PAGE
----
Local News

Rented bees are all the buzz on produce farms

Posted July 9, 2008 12:28 p.m. EDT
Updated July 10, 2008 7:11 p.m. EDT

— So what's all the buzz on produce farms? For many these days, it's rented bees.

“The farmer's not going to have the produce if you don't have the bees,” said beekeeper Chris Rarick.

Rarick was hired to place 53 hives on a cucumber farm in Wayne County to help pollinate the crop. He spends hours each week checking each one carefully to make sure they are growing – something many farmers don't have time to do themselves.

“To take care of bees is a lot of work,” Rarick said.

Farmers say there is a great shortage of wild bees to keep the crops growing.

“And its very important to have them in order to have plenty of stuff to pick,” said Pam Edwards.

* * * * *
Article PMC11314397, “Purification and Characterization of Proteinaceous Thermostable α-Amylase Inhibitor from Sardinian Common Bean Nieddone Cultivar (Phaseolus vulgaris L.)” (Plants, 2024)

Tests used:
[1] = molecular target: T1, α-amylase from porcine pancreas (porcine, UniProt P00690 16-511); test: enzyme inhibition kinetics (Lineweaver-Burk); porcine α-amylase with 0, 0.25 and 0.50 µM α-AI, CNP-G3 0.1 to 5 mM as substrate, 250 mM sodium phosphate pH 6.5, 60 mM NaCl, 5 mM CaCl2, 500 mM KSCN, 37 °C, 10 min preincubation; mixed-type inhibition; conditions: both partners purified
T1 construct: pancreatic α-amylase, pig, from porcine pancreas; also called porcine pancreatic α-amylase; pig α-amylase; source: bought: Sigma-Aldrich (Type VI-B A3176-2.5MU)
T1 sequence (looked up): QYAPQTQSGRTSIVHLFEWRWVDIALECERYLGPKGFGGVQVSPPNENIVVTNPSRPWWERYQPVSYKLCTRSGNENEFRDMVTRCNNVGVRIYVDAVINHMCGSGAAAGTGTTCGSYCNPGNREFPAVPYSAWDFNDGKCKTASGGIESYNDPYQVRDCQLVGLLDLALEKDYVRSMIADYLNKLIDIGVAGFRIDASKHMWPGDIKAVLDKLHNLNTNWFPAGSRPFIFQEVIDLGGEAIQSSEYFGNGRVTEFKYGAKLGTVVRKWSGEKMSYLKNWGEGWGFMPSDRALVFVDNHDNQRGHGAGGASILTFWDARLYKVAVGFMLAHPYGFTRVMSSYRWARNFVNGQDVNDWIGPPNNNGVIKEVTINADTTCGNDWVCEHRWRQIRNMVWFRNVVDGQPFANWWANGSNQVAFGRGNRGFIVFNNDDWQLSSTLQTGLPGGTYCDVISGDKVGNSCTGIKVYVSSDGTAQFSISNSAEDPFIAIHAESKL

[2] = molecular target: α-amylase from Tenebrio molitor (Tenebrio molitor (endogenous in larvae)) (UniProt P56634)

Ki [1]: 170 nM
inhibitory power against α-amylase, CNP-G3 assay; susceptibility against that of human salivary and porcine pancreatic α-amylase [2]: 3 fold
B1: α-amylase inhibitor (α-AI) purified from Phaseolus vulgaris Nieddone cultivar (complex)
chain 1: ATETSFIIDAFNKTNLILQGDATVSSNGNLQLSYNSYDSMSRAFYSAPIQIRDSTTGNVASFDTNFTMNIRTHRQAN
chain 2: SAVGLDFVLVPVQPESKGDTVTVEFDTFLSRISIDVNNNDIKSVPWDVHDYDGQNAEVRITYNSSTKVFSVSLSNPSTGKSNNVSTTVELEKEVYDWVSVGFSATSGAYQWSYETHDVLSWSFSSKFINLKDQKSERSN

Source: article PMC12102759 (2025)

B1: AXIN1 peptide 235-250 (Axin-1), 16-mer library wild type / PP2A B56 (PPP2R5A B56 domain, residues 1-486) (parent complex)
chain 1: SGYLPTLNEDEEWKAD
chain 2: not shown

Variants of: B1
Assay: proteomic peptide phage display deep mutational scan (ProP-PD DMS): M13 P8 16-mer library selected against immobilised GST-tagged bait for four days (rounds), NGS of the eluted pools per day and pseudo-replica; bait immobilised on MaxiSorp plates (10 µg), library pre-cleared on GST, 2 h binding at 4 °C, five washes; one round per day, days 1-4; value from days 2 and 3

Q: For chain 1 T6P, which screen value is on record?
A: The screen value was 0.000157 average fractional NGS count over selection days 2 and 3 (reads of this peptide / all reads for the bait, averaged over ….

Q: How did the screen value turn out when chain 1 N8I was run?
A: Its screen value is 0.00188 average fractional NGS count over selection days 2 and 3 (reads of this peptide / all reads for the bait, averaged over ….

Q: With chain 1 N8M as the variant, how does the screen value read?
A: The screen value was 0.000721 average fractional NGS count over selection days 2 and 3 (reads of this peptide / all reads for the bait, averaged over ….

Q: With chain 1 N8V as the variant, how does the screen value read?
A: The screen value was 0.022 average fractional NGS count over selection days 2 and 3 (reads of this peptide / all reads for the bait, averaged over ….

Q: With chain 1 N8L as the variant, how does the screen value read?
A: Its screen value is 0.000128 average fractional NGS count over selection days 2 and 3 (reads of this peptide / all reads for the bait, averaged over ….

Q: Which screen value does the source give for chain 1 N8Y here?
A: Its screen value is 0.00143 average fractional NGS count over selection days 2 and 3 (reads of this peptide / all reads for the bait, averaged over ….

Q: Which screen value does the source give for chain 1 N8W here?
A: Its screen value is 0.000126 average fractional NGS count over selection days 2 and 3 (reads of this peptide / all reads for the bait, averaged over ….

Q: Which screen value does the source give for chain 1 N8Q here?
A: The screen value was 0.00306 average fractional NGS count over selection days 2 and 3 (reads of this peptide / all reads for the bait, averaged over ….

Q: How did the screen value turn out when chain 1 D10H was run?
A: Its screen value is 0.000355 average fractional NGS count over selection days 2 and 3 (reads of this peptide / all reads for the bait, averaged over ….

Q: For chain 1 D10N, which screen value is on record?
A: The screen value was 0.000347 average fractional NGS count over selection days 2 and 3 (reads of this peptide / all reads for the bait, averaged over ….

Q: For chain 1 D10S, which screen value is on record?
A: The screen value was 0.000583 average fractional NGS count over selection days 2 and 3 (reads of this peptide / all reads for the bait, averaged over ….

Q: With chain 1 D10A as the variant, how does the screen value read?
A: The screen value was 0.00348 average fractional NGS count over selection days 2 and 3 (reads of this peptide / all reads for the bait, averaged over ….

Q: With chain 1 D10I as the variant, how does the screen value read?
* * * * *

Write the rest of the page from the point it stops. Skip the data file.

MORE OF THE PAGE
Growers like Edwards must buy their own bees or rent them.

“I'm not sure there are enough bees around on their own without having some brought in,” she said.

Bee experts say disease and predators are partly to blame for the bee shortage. There is also what's called Colony Collapse Disorder. That's the mysterious disappearance of bees.

“You go to the hive, the hive looks fine, (you) go in and there's no bees,” Rarick said.

Rarick said he lost 40 hives that way last year, and that is the other problem. While beekeepers like Rarick are in high demand, they are also feeling the sting of shortages.

“The bee is vital to America, and I think we need to take it a little more serious,” he said.

Rarick and others want to see more research and a solution to the problem. If the buzz stops, so does the growth.